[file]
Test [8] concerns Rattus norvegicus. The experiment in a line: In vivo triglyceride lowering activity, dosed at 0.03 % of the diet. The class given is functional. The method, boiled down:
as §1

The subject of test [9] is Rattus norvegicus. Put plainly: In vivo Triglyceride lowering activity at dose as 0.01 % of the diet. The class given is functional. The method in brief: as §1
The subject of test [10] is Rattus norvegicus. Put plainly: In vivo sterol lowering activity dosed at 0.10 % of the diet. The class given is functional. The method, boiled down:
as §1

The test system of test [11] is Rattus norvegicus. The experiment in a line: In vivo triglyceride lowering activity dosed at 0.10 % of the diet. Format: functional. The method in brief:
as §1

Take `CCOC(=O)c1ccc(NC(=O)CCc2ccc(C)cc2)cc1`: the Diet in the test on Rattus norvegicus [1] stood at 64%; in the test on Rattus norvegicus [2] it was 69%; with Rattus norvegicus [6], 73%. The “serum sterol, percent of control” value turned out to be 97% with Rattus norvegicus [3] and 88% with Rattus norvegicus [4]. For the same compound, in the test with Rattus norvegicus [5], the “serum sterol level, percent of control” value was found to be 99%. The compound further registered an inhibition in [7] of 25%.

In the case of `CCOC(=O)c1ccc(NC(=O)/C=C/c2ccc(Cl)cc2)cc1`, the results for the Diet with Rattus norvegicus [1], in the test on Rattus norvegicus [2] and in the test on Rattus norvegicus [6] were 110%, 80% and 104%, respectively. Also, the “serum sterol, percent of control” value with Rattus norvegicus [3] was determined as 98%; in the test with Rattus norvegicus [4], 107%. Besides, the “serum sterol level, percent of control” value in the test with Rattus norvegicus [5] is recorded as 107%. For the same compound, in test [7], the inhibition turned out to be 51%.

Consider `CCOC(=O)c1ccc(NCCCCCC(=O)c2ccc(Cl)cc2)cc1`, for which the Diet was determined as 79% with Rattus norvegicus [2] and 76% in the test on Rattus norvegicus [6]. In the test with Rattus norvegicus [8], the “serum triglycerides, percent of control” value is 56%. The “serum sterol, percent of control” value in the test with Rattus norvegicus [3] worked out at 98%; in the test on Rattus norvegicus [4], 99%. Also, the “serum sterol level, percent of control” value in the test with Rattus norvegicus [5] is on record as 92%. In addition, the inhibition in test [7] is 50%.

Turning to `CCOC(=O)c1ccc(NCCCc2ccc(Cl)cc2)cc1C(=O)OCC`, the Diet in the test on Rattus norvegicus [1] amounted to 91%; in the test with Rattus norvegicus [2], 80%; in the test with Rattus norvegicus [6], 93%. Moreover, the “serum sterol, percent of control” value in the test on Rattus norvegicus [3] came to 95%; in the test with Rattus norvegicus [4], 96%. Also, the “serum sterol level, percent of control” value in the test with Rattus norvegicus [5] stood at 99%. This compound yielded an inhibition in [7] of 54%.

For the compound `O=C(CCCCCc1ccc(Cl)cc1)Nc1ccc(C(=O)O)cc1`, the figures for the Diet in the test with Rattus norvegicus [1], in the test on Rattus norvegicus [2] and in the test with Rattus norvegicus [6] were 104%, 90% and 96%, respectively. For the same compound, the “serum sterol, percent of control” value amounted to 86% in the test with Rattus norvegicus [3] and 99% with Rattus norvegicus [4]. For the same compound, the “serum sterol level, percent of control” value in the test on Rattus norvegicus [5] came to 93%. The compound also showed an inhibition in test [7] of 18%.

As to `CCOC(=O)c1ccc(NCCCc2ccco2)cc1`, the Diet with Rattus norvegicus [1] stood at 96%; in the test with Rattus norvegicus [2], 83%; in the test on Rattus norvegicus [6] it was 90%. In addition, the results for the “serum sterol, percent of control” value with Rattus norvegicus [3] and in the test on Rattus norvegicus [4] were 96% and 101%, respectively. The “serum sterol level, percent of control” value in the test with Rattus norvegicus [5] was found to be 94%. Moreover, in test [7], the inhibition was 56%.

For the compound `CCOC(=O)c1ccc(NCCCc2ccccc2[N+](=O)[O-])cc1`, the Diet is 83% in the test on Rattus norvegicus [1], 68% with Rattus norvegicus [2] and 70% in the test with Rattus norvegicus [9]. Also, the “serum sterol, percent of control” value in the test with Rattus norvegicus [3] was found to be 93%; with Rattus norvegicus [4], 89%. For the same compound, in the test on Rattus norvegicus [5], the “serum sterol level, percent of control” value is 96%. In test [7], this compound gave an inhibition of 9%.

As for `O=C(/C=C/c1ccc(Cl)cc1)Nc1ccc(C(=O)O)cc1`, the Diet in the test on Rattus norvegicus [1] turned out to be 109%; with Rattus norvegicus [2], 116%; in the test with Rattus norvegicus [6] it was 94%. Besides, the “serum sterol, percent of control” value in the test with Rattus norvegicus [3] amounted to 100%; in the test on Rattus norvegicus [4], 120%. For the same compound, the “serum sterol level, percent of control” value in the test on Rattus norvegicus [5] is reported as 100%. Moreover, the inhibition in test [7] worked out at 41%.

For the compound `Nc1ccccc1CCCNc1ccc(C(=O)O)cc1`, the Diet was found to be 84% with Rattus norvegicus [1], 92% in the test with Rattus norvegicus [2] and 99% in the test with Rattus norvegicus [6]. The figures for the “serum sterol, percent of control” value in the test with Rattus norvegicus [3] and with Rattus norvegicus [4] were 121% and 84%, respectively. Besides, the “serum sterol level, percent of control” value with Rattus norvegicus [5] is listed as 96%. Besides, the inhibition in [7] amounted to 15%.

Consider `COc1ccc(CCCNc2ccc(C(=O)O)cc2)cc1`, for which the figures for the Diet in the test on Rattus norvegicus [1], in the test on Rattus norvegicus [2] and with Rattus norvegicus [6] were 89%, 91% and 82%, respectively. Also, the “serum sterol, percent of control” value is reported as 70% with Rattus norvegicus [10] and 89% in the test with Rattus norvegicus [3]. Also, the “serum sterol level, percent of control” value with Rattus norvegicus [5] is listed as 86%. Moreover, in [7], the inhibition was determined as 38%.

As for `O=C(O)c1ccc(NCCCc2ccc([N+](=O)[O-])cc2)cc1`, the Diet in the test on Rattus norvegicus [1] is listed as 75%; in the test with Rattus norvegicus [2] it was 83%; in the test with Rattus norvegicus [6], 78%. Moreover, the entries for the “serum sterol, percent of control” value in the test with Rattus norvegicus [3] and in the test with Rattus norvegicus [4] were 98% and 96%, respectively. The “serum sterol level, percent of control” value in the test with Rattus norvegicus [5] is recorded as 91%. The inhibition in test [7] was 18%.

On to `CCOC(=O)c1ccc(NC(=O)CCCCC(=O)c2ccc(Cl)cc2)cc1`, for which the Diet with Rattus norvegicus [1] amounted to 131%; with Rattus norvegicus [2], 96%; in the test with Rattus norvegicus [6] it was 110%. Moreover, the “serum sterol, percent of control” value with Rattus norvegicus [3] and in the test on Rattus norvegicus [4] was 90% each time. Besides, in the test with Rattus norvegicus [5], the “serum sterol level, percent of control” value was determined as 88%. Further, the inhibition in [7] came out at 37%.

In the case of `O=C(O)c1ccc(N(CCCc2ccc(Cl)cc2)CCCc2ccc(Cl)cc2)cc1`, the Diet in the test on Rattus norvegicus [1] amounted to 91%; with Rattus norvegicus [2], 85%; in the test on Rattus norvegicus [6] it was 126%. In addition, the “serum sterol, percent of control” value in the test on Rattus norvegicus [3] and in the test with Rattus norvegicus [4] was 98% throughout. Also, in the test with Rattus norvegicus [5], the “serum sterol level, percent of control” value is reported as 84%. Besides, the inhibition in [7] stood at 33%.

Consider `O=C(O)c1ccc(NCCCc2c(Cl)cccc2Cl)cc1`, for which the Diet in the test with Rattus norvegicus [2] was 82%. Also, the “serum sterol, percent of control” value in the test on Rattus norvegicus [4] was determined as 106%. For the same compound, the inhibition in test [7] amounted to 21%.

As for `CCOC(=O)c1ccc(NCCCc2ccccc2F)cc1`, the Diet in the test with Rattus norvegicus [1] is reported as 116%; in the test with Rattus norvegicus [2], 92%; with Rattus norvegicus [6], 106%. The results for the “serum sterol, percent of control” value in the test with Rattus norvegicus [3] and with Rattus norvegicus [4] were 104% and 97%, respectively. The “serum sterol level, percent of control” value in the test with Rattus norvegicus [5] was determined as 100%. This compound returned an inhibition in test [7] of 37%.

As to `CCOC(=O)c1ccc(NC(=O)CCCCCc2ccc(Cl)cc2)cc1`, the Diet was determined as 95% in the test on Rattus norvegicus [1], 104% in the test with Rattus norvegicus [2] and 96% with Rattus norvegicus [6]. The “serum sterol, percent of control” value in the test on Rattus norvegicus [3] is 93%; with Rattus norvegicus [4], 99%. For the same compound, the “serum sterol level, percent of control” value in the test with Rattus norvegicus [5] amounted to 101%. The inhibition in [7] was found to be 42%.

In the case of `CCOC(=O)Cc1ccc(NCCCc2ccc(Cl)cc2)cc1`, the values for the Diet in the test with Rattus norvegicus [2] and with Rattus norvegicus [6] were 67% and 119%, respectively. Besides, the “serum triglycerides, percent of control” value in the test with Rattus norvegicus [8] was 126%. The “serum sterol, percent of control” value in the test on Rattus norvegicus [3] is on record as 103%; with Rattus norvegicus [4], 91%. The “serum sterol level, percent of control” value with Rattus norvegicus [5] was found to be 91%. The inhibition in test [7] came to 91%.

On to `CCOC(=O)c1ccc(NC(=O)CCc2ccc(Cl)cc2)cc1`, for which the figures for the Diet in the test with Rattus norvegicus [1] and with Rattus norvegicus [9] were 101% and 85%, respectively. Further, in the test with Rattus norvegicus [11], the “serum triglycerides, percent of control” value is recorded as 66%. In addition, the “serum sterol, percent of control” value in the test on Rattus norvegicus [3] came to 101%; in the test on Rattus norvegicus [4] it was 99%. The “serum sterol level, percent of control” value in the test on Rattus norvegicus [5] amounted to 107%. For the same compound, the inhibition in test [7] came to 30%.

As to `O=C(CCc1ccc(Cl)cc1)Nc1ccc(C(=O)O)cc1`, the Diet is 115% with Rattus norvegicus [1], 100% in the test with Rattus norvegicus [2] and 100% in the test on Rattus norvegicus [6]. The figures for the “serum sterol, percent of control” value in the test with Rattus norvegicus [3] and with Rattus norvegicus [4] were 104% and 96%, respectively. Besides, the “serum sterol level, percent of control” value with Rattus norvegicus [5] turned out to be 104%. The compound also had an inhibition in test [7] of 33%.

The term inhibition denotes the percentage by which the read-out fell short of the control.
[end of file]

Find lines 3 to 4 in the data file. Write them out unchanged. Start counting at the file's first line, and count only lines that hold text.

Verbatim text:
The subject of test [9] is Rattus norvegicus. Put plainly: In vivo Triglyceride lowering activity at dose as 0.01 % of the diet. The class given is functional. The method in brief: as §1
The subject of test [10] is Rattus norvegicus. Put plainly: In vivo sterol lowering activity dosed at 0.10 % of the diet. The class given is functional. The method, boiled down: